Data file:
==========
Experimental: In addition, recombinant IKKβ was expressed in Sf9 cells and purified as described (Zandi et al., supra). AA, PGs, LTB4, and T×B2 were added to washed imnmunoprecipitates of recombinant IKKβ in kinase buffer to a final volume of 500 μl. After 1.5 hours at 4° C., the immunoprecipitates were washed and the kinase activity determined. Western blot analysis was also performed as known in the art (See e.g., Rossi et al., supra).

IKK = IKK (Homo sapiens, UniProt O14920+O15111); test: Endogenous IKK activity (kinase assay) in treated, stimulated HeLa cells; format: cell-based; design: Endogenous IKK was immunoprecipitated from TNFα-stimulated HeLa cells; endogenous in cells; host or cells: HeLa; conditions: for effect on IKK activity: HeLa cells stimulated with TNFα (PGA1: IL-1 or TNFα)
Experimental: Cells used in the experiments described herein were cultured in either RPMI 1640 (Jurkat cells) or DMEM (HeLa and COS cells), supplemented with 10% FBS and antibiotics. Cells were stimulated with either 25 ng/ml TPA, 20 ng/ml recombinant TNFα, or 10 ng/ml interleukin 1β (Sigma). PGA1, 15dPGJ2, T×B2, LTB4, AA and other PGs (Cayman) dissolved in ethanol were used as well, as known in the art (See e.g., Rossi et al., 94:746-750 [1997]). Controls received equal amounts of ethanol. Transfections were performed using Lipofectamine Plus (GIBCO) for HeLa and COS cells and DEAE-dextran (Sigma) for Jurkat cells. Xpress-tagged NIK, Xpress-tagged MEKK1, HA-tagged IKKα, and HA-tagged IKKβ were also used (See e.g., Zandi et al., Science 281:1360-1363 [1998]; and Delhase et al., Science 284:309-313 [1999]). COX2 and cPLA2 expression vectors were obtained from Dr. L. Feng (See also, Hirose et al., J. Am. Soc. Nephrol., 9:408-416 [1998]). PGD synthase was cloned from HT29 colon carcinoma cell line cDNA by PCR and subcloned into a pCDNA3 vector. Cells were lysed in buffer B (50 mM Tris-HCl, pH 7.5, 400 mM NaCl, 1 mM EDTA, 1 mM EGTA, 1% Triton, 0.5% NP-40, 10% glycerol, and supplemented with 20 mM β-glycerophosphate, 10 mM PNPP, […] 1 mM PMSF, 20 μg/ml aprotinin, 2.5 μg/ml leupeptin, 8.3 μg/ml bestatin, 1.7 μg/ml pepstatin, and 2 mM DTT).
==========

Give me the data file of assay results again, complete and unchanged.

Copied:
Experimental: In addition, recombinant IKKβ was expressed in Sf9 cells and purified as described (Zandi et al., supra). AA, PGs, LTB4, and T×B2 were added to washed imnmunoprecipitates of recombinant IKKβ in kinase buffer to a final volume of 500 μl. After 1.5 hours at 4° C., the immunoprecipitates were washed and the kinase activity determined. Western blot analysis was also performed as known in the art (See e.g., Rossi et al., supra).

IKK = IKK (Homo sapiens, UniProt O14920+O15111); test: Endogenous IKK activity (kinase assay) in treated, stimulated HeLa cells; format: cell-based; design: Endogenous IKK was immunoprecipitated from TNFα-stimulated HeLa cells; endogenous in cells; host or cells: HeLa; conditions: for effect on IKK activity: HeLa cells stimulated with TNFα (PGA1: IL-1 or TNFα)
Experimental: Cells used in the experiments described herein were cultured in either RPMI 1640 (Jurkat cells) or DMEM (HeLa and COS cells), supplemented with 10% FBS and antibiotics. Cells were stimulated with either 25 ng/ml TPA, 20 ng/ml recombinant TNFα, or 10 ng/ml interleukin 1β (Sigma). PGA1, 15dPGJ2, T×B2, LTB4, AA and other PGs (Cayman) dissolved in ethanol were used as well, as known in the art (See e.g., Rossi et al., 94:746-750 [1997]). Controls received equal amounts of ethanol. Transfections were performed using Lipofectamine Plus (GIBCO) for HeLa and COS cells and DEAE-dextran (Sigma) for Jurkat cells. Xpress-tagged NIK, Xpress-tagged MEKK1, HA-tagged IKKα, and HA-tagged IKKβ were also used (See e.g., Zandi et al., Science 281:1360-1363 [1998]; and Delhase et al., Science 284:309-313 [1999]). COX2 and cPLA2 expression vectors were obtained from Dr. L. Feng (See also, Hirose et al., J. Am. Soc. Nephrol., 9:408-416 [1998]). PGD synthase was cloned from HT29 colon carcinoma cell line cDNA by PCR and subcloned into a pCDNA3 vector. Cells were lysed in buffer B (50 mM Tris-HCl, pH 7.5, 400 mM NaCl, 1 mM EDTA, 1 mM EGTA, 1% Triton, 0.5% NP-40, 10% glycerol, and supplemented with 20 mM β-glycerophosphate, 10 mM PNPP, […] 1 mM PMSF, 20 μg/ml aprotinin, 2.5 μg/ml leupeptin, 8.3 μg/ml bestatin, 1.7 μg/ml pepstatin, and 2 mM DTT).